Police say a 10-week summer initiative to bring down violent crime across Charlotte-Mecklenburg is beginning to show results.
Across the city, police have seen 21 percent fewer gun crimes in 2014 than in 2013, according to police statistics. In one large swath of southeast Charlotte, violent crime is down 15 percent during the first six weeks of the initiative, said Lt. Ryan Jackson, who heads the effort there.
The nearly 60 officers involved in the summer initiative have confiscated more than 70 guns across the city, including at least 10 that were illegally in the hands of convicted felons, Jackson said.
Crime typically goes up during the summer months, when warm weather makes people more sociable, leading to more conflicts and more opportunities for crime. Police have engaged in summer projects before, often flooding crime-prone areas with officers and other police resources.
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But police have tweaked their goals this year. They’re using techniques like data analysis and surveillance to lock up violent criminals faster, sometimes just days or hours after crimes happen. They’re also making a concentrated effort to get illegal guns off the streets.
And they’re targeting people who’ve shot into buildings and cars, or those who point guns at people – crimes that are sometimes just a breath away from being homicides.
“We say here’s the list of all the outstanding warrants for people or here’s the latest address where we’ve had a shooting into an occupied dwelling,” said Maj. Jeff Estes, who is in charge of three divisions in the southwest service area. “These are the addresses that we’ll focus on for potential retaliation.”
Estes wants his officers to try to prevent crimes before they happen. “They’re not security guards. ... I don’t put anybody out there just to stand there.”
Lieutenants like Jackson crunch the numbers at the beginning of a shift and set priorities. And officers have the authority to move across division lines to pursue criminals in large teams.
Judy Williams, the founder of Mothers of Murdered Offspring, lives along West Boulevard, one of the areas where officers have intensified their efforts. She said she’s noticed a decline in homicides and hasn’t had to plan a memorial for a murder victim in weeks.
“It’s been almost two weeks with no homicides,” she said. “I would like to think that something they’re doing is working.”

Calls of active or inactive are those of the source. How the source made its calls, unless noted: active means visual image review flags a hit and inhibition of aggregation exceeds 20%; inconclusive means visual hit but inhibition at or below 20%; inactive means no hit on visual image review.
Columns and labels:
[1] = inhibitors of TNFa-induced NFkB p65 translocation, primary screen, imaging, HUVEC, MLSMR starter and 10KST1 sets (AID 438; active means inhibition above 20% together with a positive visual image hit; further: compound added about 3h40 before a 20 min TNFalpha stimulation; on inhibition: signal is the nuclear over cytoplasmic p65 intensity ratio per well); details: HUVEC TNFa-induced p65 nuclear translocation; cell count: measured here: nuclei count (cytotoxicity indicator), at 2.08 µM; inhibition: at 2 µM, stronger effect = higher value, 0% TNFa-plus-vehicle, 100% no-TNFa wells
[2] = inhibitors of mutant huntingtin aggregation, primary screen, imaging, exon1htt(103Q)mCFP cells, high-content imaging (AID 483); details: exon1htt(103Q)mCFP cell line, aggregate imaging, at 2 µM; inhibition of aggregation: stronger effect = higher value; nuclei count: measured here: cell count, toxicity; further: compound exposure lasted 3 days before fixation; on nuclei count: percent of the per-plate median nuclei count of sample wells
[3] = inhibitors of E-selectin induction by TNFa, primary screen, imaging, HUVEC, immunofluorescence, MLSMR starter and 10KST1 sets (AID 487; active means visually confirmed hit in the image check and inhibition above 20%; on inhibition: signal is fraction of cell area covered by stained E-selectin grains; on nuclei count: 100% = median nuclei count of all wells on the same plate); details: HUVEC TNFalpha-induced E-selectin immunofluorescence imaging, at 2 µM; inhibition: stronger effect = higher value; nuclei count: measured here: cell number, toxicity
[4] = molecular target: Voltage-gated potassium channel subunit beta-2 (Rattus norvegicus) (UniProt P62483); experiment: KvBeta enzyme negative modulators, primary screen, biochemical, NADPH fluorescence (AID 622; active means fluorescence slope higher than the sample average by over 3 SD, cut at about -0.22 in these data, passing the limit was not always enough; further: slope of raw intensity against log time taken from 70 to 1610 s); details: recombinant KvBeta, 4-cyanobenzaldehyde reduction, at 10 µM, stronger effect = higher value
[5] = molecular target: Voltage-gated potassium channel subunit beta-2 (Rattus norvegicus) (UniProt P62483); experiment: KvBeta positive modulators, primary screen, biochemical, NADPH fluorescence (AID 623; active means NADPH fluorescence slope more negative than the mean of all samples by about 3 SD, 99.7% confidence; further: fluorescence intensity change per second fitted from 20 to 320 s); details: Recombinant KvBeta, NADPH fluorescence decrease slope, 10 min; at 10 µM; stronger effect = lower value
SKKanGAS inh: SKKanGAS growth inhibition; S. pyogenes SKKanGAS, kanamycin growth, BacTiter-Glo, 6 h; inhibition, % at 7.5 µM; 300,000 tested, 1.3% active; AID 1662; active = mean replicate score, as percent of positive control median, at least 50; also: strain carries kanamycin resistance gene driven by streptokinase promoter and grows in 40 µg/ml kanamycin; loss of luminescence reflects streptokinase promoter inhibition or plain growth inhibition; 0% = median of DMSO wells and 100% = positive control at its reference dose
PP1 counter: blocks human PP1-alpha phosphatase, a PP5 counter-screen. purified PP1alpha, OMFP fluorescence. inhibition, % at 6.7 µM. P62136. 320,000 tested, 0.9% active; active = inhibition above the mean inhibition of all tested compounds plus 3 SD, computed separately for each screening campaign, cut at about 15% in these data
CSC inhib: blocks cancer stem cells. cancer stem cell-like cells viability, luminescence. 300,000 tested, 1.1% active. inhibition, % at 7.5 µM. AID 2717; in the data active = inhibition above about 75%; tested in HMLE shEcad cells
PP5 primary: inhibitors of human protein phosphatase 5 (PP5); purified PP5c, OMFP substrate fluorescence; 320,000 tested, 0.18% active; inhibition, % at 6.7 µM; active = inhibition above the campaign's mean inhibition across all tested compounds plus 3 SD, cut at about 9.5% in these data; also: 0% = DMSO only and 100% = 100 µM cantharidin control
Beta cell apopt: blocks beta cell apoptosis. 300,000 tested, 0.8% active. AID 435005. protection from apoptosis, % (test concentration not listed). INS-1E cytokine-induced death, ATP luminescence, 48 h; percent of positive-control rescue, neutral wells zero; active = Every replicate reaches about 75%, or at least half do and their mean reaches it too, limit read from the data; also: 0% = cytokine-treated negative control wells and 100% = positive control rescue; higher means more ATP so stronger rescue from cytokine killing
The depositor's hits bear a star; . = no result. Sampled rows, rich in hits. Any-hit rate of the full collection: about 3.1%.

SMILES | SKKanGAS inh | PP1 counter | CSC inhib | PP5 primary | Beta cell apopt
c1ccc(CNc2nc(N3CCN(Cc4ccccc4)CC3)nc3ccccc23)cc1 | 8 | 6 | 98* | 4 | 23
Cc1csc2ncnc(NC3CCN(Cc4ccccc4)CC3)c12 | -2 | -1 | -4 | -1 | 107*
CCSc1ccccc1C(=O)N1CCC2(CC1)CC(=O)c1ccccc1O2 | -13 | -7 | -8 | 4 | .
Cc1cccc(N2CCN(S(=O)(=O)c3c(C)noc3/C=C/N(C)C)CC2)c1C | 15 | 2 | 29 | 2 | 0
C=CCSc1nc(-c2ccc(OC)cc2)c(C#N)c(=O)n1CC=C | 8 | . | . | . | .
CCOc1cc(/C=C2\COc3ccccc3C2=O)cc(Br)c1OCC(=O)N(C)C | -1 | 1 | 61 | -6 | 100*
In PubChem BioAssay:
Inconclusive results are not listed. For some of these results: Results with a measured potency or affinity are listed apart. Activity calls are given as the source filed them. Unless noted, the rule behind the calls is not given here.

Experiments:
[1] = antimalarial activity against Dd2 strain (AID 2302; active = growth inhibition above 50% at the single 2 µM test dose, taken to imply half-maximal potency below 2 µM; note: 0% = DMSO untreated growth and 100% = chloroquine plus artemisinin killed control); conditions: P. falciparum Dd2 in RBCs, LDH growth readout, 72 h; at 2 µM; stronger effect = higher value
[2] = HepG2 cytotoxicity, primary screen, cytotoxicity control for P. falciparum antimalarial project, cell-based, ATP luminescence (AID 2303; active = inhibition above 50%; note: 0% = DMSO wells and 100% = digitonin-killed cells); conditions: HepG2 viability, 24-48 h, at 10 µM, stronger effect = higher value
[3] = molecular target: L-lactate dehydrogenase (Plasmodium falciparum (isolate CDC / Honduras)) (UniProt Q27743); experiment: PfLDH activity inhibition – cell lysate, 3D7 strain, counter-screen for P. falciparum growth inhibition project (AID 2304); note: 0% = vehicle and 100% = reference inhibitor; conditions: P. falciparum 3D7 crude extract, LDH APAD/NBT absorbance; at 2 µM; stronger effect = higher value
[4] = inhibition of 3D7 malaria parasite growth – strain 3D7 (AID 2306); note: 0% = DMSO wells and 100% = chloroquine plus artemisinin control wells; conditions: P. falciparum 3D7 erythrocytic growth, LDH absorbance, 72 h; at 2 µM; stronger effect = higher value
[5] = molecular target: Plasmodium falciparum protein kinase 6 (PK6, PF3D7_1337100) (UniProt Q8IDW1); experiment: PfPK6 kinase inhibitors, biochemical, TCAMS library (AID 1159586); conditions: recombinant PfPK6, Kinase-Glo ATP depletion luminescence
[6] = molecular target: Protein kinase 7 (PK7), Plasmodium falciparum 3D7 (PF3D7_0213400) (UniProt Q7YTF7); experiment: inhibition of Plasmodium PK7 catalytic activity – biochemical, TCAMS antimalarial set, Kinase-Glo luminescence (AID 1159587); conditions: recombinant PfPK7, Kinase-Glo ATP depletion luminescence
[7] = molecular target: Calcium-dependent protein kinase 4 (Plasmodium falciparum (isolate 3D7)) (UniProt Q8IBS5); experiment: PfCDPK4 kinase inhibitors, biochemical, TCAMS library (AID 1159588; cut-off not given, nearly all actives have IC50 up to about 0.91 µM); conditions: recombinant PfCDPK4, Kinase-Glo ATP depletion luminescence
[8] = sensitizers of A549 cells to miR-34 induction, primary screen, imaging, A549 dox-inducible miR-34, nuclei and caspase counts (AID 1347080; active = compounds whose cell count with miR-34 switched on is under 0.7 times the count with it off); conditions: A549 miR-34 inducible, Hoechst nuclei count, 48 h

Police say it’s too soon to know the long-term effect the initiative will have on crime, but Jackson said it has contributed to a decline in crime this year.
On Friday, police announced that overall crime in Charlotte was down 3.2 percent. Property crime dropped 2.7 percent, violent crime was down 6.5 percent, including a 4.7 percent decrease in homicides.
Curbing payday crimes
The paths between the check-cashing businesses on Albemarle Road and the apartments off Farm Pond Lane have been prime spots for criminals for years.
They routinely strike on Friday nights – payday – sticking guns in the faces of apartment dwellers headed home with a pocket full of cash.
Police believe it was about to happen a week ago, when they got a call about suspicious people hanging around a nearby business.
Watching from an unmarked police car across the street, Sgt. Henry Rozell saw three jittery men crouched in the mulch on the side of the check-cashing business.
One man passed a hooded sweatshirt to another, suspicious activity on a night when the temperature was 75 degrees. The man cinched the hoodie around his face, then peeked around the corner into the check-cashing business to see who was inside.
Seeing it empty, he motioned to the other two men, who strode toward the front door.
That’s when Rozell got on his radio.
“That was definitely a robbery about to happen,” Rozell recounted on Thursday. “That’s the kind of thing we’re looking for.”
Moments later, several police cars pulled into the parking lot, their lights flashing. One of the suspects ran away, throwing a gun into the woods as he ran. He was a felon, and he was charged with illegally possessing a firearm.
Rozell said he wouldn’t have been doing surveillance if he wasn’t involved in the initiative. An officer would have responded to the suspicious person call, but if he found nothing, he would have been dispatched somewhere else.
Catching suspects quickly
Investigators say officers involved in the initiative arrested two men they believe committed four robberies in a two-hour period on Thursday night.
Police say the men – 24-year-old Jakiel Cunningham and 23-year old Dominique Moffett – were involved in crimes that crossed into three police divisions. The pair pistol-whipped a man on Sharon Road West and later robbed two people on New Bern Street before firing a shot into a victim’s vehicle, police said. Both were charged with four counts of robbery and three counts of conspiracy to commit armed robbery. Moffett was also charged with possession of a firearm by a felon.
Officers involved in the summer initiative were the ones who ultimately located the vehicle, Jackson said.
“The Hickory Grove (police division) robbery was the last one. As we were looking for our suspect, we were able to piece it together that the vehicle had ties to those other robberies,” Jackson said. “We just connected the dots.”